Kate, Maggie, and Leah Fox (Kate 1837–1892 Maggie 1833–1893 Leah 1814–1890) Growing up I was always fascinated with Spiritualism, especially the seances that were a part of the movement. I was intrigued by the theatrics, but also by how firmly believers clung to it. If it was all just parlor tricks why were individuals like Sir Arthur Conan Doyle caught up in it?
Modern day Spiritualism began in a little log cabin in Hydesville New York (a town that no longer exists) and at the center of it were the Fox Sisters, Kate and Maggie. Their contact with the spirits began during the horrible Winter of 1847/48 when the girls were 11 and 14 respectively*, and manifested as a series of knocks and thuds that grew especially worrisome that March. Some of the banging sounds were so violent that they shook the walls of their cabin. Eventually the girls and their mother worked out a way to “talk” with the spirit in the house using a series of knocks or raps. The spirit’s name was determined this way and the girls and their mother took to calling him Mr. Splitfoot.
Eventually the neighbors were called in and a sensation started. It was the third Fox sister, the much older Leah, who figured out how to monetize the gifts of her younger siblings, and make them famous. By 1849 they were playing large auditoriums, and eventually they even travelled to Europe due to their gifts. After many years of serious drinking and dwindling receipts Maggie admitted in 1888 that the spirit knocks came from her cracking a toe on her foot. Maggie was paid by skeptics for her public confession which she recanted the following year. Both she and her sister died in incredible poverty and shunned by most friends and family members.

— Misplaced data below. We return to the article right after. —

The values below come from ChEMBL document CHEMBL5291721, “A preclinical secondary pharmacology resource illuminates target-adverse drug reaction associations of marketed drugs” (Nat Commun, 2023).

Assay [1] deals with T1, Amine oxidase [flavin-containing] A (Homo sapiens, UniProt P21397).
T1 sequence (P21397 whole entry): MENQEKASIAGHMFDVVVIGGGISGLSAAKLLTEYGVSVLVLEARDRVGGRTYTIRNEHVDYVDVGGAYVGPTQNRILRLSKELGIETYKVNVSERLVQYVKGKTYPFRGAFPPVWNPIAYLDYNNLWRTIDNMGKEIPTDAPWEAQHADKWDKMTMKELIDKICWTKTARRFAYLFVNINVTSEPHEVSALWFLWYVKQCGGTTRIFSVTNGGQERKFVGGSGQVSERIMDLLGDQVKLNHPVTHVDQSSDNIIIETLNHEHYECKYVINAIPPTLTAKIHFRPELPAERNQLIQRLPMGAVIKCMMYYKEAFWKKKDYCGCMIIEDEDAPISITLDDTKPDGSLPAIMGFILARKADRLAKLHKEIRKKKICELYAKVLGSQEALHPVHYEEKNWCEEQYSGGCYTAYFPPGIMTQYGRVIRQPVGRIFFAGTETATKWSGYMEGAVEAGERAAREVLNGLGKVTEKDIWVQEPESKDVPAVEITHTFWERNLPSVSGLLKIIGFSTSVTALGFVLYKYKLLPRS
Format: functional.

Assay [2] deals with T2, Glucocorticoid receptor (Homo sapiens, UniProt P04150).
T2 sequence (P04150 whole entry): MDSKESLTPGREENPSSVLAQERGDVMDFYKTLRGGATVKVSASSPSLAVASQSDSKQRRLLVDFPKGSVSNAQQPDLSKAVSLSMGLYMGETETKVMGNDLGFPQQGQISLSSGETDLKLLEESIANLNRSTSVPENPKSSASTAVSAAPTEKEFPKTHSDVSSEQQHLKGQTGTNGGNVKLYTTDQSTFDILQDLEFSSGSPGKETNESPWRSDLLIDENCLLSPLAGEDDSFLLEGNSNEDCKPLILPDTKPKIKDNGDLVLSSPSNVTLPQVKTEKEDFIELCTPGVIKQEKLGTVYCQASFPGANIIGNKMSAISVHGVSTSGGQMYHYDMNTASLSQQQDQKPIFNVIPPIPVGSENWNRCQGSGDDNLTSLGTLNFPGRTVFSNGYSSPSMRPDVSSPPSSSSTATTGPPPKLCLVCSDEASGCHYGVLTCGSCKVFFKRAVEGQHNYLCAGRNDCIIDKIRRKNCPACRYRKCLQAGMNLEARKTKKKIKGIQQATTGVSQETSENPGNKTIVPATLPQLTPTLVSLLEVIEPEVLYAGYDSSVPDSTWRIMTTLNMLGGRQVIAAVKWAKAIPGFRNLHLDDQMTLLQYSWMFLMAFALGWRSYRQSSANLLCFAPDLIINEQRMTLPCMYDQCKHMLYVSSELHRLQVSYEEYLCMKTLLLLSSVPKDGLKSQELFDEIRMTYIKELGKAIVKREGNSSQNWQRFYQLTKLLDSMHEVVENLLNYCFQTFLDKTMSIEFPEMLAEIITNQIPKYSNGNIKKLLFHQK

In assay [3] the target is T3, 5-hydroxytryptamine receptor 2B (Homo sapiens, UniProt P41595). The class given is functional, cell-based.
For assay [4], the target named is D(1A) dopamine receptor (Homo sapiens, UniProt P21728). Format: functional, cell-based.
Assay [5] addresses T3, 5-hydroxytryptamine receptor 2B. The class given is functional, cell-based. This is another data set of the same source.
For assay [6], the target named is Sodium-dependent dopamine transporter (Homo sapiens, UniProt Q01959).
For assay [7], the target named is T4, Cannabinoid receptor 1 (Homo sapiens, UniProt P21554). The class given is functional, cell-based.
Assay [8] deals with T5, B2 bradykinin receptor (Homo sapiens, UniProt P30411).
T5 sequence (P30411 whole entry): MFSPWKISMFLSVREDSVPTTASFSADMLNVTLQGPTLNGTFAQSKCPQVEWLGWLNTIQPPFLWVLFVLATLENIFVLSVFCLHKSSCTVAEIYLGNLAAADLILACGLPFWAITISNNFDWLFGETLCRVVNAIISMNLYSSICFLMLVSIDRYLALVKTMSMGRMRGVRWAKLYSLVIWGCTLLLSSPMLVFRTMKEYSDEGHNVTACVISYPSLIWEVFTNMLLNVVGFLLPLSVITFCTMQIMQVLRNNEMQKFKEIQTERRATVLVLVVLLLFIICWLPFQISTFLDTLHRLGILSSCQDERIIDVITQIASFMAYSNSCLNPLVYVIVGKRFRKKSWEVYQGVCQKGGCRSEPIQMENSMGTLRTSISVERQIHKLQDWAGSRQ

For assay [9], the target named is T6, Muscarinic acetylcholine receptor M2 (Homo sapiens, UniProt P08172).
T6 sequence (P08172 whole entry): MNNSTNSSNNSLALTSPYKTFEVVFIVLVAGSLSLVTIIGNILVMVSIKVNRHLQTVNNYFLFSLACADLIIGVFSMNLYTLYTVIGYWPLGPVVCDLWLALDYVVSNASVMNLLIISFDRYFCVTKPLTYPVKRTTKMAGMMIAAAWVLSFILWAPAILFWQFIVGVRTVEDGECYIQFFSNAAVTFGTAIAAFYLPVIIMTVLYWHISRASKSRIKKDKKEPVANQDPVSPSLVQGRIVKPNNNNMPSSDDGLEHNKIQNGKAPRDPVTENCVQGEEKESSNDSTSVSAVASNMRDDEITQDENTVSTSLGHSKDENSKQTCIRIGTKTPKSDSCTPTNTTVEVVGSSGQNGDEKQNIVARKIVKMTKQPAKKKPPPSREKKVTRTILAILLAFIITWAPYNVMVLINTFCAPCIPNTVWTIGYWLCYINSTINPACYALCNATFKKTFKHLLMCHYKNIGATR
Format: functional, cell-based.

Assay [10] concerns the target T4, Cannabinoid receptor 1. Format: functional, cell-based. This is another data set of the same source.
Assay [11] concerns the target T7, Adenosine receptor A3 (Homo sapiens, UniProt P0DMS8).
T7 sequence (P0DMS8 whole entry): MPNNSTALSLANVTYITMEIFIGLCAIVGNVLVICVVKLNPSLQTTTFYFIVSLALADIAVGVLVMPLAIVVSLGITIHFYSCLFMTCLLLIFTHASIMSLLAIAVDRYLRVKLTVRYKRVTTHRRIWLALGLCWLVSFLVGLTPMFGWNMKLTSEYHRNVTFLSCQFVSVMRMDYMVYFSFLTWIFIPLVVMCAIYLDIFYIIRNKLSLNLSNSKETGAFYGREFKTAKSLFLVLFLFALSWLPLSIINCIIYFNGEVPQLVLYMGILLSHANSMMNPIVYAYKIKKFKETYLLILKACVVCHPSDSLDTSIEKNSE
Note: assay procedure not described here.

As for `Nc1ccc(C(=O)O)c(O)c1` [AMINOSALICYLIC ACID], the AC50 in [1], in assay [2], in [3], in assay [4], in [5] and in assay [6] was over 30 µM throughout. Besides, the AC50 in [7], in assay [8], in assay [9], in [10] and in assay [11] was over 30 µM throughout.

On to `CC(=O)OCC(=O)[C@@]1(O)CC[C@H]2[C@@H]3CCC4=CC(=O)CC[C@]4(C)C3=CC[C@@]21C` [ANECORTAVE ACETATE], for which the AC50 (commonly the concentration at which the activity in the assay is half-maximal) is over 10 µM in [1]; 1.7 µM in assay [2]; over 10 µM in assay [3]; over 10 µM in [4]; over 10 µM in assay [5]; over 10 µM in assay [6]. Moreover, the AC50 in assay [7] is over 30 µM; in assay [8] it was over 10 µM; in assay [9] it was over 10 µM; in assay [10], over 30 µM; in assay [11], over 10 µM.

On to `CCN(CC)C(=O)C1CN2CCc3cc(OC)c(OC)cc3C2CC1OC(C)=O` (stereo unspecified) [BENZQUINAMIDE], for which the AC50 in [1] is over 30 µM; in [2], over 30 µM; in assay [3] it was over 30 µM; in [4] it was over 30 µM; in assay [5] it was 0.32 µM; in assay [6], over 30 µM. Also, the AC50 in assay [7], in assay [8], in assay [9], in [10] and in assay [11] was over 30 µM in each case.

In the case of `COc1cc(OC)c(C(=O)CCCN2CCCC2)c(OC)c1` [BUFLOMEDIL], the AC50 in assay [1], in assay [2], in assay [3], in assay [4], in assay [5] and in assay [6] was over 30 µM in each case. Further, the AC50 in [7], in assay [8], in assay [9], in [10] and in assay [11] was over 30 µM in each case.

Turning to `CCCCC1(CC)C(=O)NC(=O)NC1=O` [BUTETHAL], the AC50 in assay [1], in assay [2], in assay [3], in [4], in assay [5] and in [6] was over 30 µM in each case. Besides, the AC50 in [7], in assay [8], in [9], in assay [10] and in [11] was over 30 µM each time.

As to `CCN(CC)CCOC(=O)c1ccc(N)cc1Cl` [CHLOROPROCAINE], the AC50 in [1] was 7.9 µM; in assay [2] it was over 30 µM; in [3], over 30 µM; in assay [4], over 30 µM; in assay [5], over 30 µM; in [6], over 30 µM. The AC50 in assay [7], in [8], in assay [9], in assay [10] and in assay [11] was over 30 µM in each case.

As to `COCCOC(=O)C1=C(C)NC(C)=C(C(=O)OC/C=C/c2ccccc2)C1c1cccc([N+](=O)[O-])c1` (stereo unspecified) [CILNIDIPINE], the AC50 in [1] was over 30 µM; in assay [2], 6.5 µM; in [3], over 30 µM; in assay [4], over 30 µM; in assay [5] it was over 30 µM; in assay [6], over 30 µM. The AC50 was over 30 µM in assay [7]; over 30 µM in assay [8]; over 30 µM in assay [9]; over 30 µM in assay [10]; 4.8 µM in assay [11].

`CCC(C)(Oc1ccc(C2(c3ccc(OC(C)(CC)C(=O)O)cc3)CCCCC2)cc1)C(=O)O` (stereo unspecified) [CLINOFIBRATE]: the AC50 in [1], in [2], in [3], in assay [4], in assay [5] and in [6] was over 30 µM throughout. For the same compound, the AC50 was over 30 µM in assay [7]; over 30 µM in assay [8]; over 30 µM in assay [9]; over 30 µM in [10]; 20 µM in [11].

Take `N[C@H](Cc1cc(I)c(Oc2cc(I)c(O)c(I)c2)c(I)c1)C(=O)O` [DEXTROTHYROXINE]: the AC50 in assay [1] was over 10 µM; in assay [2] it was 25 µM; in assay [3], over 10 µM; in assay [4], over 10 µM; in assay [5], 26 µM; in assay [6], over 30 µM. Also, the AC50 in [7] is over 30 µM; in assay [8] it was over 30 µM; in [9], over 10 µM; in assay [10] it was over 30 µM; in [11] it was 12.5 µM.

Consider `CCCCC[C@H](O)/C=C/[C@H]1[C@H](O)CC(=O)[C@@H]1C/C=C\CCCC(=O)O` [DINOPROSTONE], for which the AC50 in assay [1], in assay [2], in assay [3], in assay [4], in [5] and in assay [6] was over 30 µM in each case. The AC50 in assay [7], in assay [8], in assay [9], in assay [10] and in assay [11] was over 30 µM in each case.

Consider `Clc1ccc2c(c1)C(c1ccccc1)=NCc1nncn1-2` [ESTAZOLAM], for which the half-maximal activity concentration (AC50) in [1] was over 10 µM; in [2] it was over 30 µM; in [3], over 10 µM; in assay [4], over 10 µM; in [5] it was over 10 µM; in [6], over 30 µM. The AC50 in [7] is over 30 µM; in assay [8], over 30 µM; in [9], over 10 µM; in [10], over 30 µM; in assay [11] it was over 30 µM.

Though Kate and Maggie met very tragic ends, Spiritualism was an important movement in both the United States and Britain. Many early Spiritualists were big proponents of women’s suffrage and many of them were abolitionists who aided the Underground Railroad. The occupation of “medium” first made famous by Maggie and Kate also provided a means for many women to escape poverty. Job options for women in 1850 were pretty limited, Spiritualism offered a work opportunity beyond the schoolhouse or farmstead. While Maggie did confess to the whole thing being a hoax late in life, there were also miraculous reports involving the Fox Sisters helping to facilitate contact with the deceased, and rarely mentioned are the instances of physical events that occurred around the girls when talking with the spirits (things like being physically slapped). Some of those instances happened when the girls were exceedingly young and according to witnesses they were both terrified.
Kate and Maggie received most of the attention, but it was Leah who might have been the real mother of Spiritualism. She was the one who figured out how to monetize interaction with the spirits and eventually became a medium herself. She lacked the ability to produce the “rapping sounds” her sisters were able to conjure up, so she became a trance medium a practice far more popular and long-lasting than that of her sisters. (In most books on the Fox Sisters the sounds made by the spirits, or the girls toes, are referred to as “raps.” I don’t like to use the term because writing things like “rapping sounds” makes me think of Chuck D and not spectral knocking.) Leah was also able to avoid the alcoholism that plagued her sisters and lived a very long and mostly happy life. The first picture features Maggie (Margaret), Kate, and Leah from left to right, the second has Kate on the left and Maggie on the right. I don’t know what it says about me but I find their pictures rather haunting, and just a bit creepy.
Where are Eliphas Levi, Madame Blavatsky, and Samuel Mathers? They are on another list, as are Robert Graves and Dion Fortune, besides those last two don’t need or deserve a two paragraph introduction.